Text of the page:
December 21st, 2001
Several weeks ago, after attending a conference in England near Winchester, I made my way east and north on a personal pilgrimage to Norwich and a small chapel attached to the Church of St. Julian. The chapel had been built on the site of the cell in which a woman, taking her name from the church itself and known only as Julian, had lived and prayed many centuries ago. She would have been wholly unknown and forgotten had she not set down an account of her profound encounter with Christ in the midst of a near fatal illness. Written not for the spiritually advanced, but for her "fellow Christians," namely ordinary men and women struggling to be faithful, her Showings proclaim God's unbounded compassion. She writes: "â¦Our Lord God cannot in his own judgement forgive, because he cannot be angry-that would be impossible. For this was revealed, that our life is all founded and rooted in love, and without love we cannot live."
As I sat in silence in the empty chapel, I noticed two windows: one on my right that looked out into a garden, and one on my left that opened into the church with a view of the altar. In the original cell the same would have been true, except that the window into the garden would have looked out onto a major road through the city. Julian opened both windows. In her prayer and reflection she brought together the busy and chaotic world of the late 14th and early 15th century, and the continual remembering of Christ's deathless love in the Eucharist. Her Showings exist in a short and longer form. The latter is an amplification of the earlier version and shows the marks of her growing spiritual maturity and the fruit of her prayer.
Continuing my reflections, it occurred to me that Julian did not live at a peaceful time. Drawing from the Great Litany, hers was an age of "plague, pestilence, and famine; battle and murder and dying suddenly." The fact that life outside her cell was harsh and cruel makes Julian's deep confidence and joy in God's mercy and compassion all the more striking. Perhaps her attention to the place of suffering both in the life of Christ and in the lives of her "fellow Christians" was made more acute by her awareness of what was happening in her city and to those around her. For just as she opened the window into the church, she also opened the window into the world. In fact one of her duties of her vocation as a solitary was to receive at her window the cares and burdens of men and women who came to her for advice and counsel.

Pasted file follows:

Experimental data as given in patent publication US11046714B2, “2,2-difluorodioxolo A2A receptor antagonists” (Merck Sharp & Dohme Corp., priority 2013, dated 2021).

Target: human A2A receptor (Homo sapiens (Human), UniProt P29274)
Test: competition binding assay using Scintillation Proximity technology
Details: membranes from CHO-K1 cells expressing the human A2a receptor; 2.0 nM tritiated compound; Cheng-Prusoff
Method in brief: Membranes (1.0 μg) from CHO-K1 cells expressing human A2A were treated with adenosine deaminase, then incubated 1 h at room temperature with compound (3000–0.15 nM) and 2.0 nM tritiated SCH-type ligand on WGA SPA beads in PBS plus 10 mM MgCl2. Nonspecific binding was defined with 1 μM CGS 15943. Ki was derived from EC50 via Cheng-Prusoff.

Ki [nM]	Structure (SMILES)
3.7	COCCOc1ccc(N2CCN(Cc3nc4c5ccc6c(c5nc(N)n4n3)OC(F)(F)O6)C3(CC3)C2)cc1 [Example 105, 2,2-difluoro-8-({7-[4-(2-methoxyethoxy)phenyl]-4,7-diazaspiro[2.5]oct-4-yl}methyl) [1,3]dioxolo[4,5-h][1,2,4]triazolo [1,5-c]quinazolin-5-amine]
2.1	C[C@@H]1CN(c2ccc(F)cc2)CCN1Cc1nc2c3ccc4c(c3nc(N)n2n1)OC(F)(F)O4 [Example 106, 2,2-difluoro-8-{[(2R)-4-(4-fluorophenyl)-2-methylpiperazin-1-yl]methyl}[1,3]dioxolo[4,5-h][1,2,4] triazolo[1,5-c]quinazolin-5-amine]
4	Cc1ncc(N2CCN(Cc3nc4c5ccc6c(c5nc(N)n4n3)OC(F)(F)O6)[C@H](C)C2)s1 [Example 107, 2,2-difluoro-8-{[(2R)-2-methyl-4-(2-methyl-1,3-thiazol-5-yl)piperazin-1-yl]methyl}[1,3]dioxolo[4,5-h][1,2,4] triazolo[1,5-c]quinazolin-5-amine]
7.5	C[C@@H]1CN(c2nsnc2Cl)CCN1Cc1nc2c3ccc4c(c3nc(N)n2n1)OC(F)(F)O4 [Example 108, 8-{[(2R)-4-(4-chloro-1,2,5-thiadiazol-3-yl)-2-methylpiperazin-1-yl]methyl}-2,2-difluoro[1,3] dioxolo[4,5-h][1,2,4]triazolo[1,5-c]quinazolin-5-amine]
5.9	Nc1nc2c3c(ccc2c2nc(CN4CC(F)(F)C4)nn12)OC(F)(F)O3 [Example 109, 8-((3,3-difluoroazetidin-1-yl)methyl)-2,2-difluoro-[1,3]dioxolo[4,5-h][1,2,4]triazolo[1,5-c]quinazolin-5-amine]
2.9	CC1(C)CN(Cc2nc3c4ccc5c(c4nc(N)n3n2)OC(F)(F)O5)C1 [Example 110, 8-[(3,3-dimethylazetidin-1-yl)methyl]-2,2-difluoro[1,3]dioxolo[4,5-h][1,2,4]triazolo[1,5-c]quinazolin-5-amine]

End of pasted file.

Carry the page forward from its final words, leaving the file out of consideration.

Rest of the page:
I then thought that we, too, are living in an uneasy time for both the world and the church, and that the conditions enumerated in the Litany are still very much with us. I also reflected upon myself and the ministry I seek to exercise on your behalf. Trying to guide our church into the way of Christ's ever-unfolding truth requires my own personal yielding to the one who is the Truth. Sitting in that holy space, I had to acknowledge that it is not always easy for me to find my grounding in the confident joy that characterizes Julian's thought and her unshakable belief that in Christ "all manner of thing shall be well." But then I found consolation in the thought it may also have been difficult for her to keep her footing sure. The window to the world exposed her to the stresses and strains in the church and the lives of her "fellow Christians," and there must have been times when she was deeply troubled and close to despair. Yet by crossing her cell and opening the window to the altar she was able to situate all that she received and sought to carry for the sake of others within the Mystery of Christ's birth, death and resurrection made present in the Eucharist. I wonder if this is why the Eucharist, which has always been central to my life, has become even more important to me over the past three years. Do I know at some intuitive level that I need to place all that is happening within the ambit of Christ's dying and rising? Or is it Christ himself inviting me to yield all to him as the true bearer of all our burdens?
As I left the cell, I found a piece of paper containing some sayings of Julian. Among them my eyes fell upon the following: "Our enemy tries to depress us with false fears which he proposes. His intention is to make us so weary and dejected, that we let the blessed sight of our everlasting friend slip from our mind." Only a person who knew weariness and dejection could write such words. I therefore came away from my visit strengthened by Julian's courage and faithfulness, and saw her as a friend given to be by Christ, our everlasting friend.
The Most Reverend Frank T. Griswold
XXV Presiding Bishop and Primate
The Episcopal Church, USA